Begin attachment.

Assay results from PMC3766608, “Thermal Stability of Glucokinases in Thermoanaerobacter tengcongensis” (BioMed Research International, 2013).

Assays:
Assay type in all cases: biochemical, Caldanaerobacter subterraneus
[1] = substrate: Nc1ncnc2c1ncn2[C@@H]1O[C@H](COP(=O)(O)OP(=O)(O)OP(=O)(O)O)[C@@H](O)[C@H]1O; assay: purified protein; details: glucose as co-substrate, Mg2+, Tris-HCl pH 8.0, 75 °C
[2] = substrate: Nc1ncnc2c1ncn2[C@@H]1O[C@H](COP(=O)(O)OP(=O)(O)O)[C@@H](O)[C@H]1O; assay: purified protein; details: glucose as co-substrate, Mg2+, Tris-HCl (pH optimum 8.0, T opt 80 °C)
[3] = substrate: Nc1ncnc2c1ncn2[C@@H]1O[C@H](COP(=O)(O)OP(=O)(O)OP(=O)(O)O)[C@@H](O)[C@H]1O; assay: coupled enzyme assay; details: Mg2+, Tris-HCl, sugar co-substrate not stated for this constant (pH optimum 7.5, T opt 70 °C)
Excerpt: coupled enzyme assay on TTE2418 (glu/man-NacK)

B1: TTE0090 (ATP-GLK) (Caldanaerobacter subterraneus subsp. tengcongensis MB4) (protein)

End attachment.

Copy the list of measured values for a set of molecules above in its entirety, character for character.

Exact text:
Assay results from PMC3766608, “Thermal Stability of Glucokinases in Thermoanaerobacter tengcongensis” (BioMed Research International, 2013).

Assays:
Assay type in all cases: biochemical, Caldanaerobacter subterraneus
[1] = substrate: Nc1ncnc2c1ncn2[C@@H]1O[C@H](COP(=O)(O)OP(=O)(O)OP(=O)(O)O)[C@@H](O)[C@H]1O; assay: purified protein; details: glucose as co-substrate, Mg2+, Tris-HCl pH 8.0, 75 °C
[2] = substrate: Nc1ncnc2c1ncn2[C@@H]1O[C@H](COP(=O)(O)OP(=O)(O)O)[C@@H](O)[C@H]1O; assay: purified protein; details: glucose as co-substrate, Mg2+, Tris-HCl (pH optimum 8.0, T opt 80 °C)
[3] = substrate: Nc1ncnc2c1ncn2[C@@H]1O[C@H](COP(=O)(O)OP(=O)(O)OP(=O)(O)O)[C@@H](O)[C@H]1O; assay: coupled enzyme assay; details: Mg2+, Tris-HCl, sugar co-substrate not stated for this constant (pH optimum 7.5, T opt 70 °C)
Excerpt: coupled enzyme assay on TTE2418 (glu/man-NacK)

B1: TTE0090 (ATP-GLK) (Caldanaerobacter subterraneus subsp. tengcongensis MB4) (protein)